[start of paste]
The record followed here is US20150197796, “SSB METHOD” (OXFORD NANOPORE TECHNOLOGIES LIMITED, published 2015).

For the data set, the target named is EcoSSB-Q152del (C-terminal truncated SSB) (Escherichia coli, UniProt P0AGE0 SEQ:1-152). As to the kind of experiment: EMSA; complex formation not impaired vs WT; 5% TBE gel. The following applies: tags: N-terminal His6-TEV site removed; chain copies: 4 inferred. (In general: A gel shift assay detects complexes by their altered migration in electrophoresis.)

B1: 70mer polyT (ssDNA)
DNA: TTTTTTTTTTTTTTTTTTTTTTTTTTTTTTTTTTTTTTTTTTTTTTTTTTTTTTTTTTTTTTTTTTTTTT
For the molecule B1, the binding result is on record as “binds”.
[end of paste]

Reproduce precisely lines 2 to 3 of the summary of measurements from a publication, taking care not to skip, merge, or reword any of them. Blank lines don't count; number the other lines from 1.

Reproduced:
For the data set, the target named is EcoSSB-Q152del (C-terminal truncated SSB) (Escherichia coli, UniProt P0AGE0 SEQ:1-152). As to the kind of experiment: EMSA; complex formation not impaired vs WT; 5% TBE gel. The following applies: tags: N-terminal His6-TEV site removed; chain copies: 4 inferred. (In general: A gel shift assay detects complexes by their altered migration in electrophoresis.)

B1: 70mer polyT (ssDNA)